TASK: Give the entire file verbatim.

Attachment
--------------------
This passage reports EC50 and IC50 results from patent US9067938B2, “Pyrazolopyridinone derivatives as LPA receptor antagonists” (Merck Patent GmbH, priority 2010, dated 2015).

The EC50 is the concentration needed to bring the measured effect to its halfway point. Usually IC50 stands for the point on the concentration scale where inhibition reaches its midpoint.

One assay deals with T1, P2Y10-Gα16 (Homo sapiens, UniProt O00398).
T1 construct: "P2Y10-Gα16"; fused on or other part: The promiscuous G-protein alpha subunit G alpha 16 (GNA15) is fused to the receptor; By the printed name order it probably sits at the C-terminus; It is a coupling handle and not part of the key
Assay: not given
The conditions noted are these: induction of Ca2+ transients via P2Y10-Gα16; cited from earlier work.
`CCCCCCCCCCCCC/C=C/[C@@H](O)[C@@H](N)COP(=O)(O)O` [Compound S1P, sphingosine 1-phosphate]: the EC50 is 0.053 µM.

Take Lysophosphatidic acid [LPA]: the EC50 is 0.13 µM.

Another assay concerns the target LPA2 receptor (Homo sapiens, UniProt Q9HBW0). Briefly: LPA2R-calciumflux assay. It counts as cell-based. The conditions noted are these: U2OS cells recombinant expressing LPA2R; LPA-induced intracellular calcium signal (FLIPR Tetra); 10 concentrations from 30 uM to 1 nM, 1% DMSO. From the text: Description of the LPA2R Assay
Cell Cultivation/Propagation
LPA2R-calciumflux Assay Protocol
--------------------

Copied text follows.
This passage reports EC50 and IC50 results from patent US9067938B2, “Pyrazolopyridinone derivatives as LPA receptor antagonists” (Merck Patent GmbH, priority 2010, dated 2015).

The EC50 is the concentration needed to bring the measured effect to its halfway point. Usually IC50 stands for the point on the concentration scale where inhibition reaches its midpoint.

One assay deals with T1, P2Y10-Gα16 (Homo sapiens, UniProt O00398).
T1 construct: "P2Y10-Gα16"; fused on or other part: The promiscuous G-protein alpha subunit G alpha 16 (GNA15) is fused to the receptor; By the printed name order it probably sits at the C-terminus; It is a coupling handle and not part of the key
Assay: not given
The conditions noted are these: induction of Ca2+ transients via P2Y10-Gα16; cited from earlier work.
`CCCCCCCCCCCCC/C=C/[C@@H](O)[C@@H](N)COP(=O)(O)O` [Compound S1P, sphingosine 1-phosphate]: the EC50 is 0.053 µM.

Take Lysophosphatidic acid [LPA]: the EC50 is 0.13 µM.

Another assay concerns the target LPA2 receptor (Homo sapiens, UniProt Q9HBW0). Briefly: LPA2R-calciumflux assay. It counts as cell-based. The conditions noted are these: U2OS cells recombinant expressing LPA2R; LPA-induced intracellular calcium signal (FLIPR Tetra); 10 concentrations from 30 uM to 1 nM, 1% DMSO. From the text: Description of the LPA2R Assay
Cell Cultivation/Propagation
LPA2R-calciumflux Assay Protocol